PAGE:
78. Emptying the House

Dear Tera,

The pig is moving through the python again.  Or, rather, the pig has moved through the python, and the snake now appears to be fasting. 

After many days of fetching cardboard boxes, packing boxes, stacking boxes, the humanoids have settled down to calmer routines.  But what a difference it makes to the sounds and smells of this house!

Lily and I didn’t know what to make of it.  For weeks everything was in turmoil as more and more boxes were packed and piled in the dining room, then in the hallway, then in the kitchen.  For one day we all went through absolute frenzy, as strangers came to our home, left the door ajar, and carried all the boxes out to a waiting truck. 

But that was not all.  Not only did the boxes go, but beds, loveseats, armchairs, desks, wardrobes, end tables, coffee tables, book cases, hutches, and the television from the basement that no one seemed to watch anyway.  All gone, along with photographs, art work, tool boxes, and clothes clothes clothes clothes.


Lily and I supervised, of course.  We took up our positions in the middle of the doorway and at the top of the stairs.  The strangers stepped over us while they carried more boxes downstairs.  Then it was time to move heavy furniture and so Sunshine and the Pup were told to keep us in the kitchen, where they barricaded us behind a wall of upturned chairs.


And suddenly it was over.  The big truck pulled away.  The Pup, Sporty and Sunshine were picked up and driven to we knew not where.  Alpha and The Mom got into their vehicles and headed down the road.  And Lily and I were left alone in a half-empty house.

There wasn’t even a sofa left for me to jump up on so I could watch out the window to see when they might return.  Just Lily and me, alone in a house where our claws click on the hardwood floors and the dust bunnies eddy out of the corners where they had hidden behind furniture that is no longer there.

Lily, I’ve been here before.  I know this room, I’ve walked this floor.  I used to live alone before I knew you. 

We had a moment of panic, I don’t mind telling you.  We wondered whether they had left us behind by mistake.  Was part of the plan for us to climb into the big truck to guide the driver to wherever he was taking the boxes?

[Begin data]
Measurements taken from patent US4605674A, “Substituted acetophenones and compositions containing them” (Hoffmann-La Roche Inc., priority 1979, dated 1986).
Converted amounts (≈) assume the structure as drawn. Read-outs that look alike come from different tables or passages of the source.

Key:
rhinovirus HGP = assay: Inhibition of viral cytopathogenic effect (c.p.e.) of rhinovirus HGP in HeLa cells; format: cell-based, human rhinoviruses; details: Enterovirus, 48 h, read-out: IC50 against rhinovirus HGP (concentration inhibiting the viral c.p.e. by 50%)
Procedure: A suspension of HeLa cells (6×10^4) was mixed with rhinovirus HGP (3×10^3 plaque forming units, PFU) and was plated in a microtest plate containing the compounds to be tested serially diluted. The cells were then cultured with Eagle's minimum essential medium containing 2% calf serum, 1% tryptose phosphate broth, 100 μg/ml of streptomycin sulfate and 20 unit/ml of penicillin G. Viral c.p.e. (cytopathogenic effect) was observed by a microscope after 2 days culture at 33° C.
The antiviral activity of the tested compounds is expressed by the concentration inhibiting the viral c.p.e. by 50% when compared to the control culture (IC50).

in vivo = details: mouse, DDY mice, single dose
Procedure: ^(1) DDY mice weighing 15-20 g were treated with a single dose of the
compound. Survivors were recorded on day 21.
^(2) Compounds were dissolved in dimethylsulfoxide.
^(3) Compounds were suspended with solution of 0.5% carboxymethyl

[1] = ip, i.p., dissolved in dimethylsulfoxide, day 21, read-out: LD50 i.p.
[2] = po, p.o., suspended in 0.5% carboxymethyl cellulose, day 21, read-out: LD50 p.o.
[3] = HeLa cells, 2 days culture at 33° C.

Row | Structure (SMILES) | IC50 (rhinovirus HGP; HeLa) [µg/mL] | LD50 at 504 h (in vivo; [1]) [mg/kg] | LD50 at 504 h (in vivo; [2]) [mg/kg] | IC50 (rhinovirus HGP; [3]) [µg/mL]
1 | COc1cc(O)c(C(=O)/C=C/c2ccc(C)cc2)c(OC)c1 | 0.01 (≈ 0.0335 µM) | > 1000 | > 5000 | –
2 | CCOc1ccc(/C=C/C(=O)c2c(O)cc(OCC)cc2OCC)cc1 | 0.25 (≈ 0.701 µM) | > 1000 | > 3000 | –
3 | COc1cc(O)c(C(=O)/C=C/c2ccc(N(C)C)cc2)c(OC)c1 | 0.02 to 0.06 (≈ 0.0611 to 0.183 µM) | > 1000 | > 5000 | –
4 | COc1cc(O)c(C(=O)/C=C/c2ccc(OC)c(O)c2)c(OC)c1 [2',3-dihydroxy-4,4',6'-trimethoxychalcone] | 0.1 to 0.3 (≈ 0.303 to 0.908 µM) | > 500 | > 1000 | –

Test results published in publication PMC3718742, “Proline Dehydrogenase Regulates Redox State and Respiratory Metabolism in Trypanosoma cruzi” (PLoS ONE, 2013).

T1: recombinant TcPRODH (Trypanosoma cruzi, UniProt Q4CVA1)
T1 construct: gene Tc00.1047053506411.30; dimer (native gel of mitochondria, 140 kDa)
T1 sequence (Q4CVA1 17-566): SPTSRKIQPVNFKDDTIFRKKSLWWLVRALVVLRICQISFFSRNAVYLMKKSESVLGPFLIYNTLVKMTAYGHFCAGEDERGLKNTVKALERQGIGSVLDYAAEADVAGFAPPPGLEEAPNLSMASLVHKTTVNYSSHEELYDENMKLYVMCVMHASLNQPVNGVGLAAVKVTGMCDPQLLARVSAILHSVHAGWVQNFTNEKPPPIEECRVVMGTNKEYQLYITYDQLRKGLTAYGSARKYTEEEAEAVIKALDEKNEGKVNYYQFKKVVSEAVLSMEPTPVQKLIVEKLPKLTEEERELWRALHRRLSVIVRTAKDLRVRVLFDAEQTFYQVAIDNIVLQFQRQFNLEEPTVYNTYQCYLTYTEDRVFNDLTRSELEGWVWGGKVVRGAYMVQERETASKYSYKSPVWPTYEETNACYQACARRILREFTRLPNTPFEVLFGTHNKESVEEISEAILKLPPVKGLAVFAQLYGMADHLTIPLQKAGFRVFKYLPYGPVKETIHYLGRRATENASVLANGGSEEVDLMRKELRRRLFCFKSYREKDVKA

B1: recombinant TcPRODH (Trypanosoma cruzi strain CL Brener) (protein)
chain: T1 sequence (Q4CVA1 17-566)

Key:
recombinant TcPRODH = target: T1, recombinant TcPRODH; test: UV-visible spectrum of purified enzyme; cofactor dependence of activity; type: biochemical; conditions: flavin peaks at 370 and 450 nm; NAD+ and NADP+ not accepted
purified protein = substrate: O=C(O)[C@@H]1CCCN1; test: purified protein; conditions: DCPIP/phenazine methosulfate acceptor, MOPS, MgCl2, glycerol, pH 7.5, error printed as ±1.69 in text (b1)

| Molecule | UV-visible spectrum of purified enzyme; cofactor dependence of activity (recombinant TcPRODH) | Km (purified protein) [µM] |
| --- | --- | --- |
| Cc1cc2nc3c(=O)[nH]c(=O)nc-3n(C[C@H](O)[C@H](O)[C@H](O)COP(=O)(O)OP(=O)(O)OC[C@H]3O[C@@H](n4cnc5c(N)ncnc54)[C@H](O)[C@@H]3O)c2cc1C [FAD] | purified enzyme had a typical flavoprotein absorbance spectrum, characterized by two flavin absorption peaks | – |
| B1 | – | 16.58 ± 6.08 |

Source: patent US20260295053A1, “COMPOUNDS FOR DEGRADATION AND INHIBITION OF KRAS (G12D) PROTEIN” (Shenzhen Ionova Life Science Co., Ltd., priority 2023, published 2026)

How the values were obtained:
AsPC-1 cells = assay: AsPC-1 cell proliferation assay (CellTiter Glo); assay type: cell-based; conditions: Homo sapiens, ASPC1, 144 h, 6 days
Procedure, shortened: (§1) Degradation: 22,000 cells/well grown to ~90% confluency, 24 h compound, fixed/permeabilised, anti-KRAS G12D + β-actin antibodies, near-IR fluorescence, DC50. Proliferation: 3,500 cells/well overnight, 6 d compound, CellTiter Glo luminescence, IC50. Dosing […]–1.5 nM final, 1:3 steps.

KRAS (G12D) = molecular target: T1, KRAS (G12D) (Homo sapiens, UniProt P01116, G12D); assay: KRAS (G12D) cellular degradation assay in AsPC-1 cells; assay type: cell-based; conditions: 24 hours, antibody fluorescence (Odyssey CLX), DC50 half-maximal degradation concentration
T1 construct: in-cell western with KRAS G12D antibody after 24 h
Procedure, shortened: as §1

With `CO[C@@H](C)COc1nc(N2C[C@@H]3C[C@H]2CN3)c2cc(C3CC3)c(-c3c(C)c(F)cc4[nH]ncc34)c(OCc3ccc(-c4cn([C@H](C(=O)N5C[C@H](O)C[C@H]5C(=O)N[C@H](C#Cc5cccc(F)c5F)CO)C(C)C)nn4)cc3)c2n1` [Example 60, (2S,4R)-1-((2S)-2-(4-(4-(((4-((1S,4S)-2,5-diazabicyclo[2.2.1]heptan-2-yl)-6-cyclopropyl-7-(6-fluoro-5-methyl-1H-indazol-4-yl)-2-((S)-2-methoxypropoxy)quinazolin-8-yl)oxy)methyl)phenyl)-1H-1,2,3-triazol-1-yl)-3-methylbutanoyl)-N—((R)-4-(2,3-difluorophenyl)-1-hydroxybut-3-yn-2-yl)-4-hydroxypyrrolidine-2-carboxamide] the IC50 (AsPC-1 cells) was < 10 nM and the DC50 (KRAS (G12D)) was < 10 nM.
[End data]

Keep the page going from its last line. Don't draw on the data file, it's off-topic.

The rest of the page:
We had several hours to contemplate this possibility, and as the afternoon wore on, we wondered whether the strangers had also loaded the dog food into the van.  But just as the twilight was coming on, Alpha and the Pup returned.

The next day, the mystery of the missing furniture was solved.  Alpha loaded us, along with a couple of remaining boxes, into the van and drove us out to the place he and The Mom have been talking about for a couple of months now.  They call it Kemptville, and it seems very much like our own neighbourhood, but with a greenbelt. 

There’s a five minute walk to the school and the church in one direction, a five minute walk to the pub in the other. There’s a stream nearby, but no park where the dogs gather in the morning.  There’s less traffic on the roads but I haven’t had sufficient time to observe the squirrel and cat situation.

They have brought the furniture and boxes to a house.  Lily and I spent hours exploring different rooms and closets, locating familiar scents of familiar objects.  All the perfume smells, the estrogen smells. 

Lily settled in quickly.  When everyone went to bed that night, she found a place near Sporty’s bed and fell fast asleep.  I prowled around for several more hours, circling back frequently to the big bedroom make sure that Alpha was still there, exhausted, asleep.

We awoke early, he and I.  He dressed in the dark before anyone else was stirring.  And we slipped out the door.  Lily came down to watch us leave.  Alpha asked her whether she wanted to come with us, but she stayed inside with the familiar smells in the unfamiliar places.

And now I live in a space that seems empty and quiet – at times serene.  It is still full of the old smells, and the furniture that was here even before The Mom and the girls moved in.  There isn’t that much of it.  When I stand inside the doorway and bark at passers-by outside on Riverdale, my voice echoes through the house.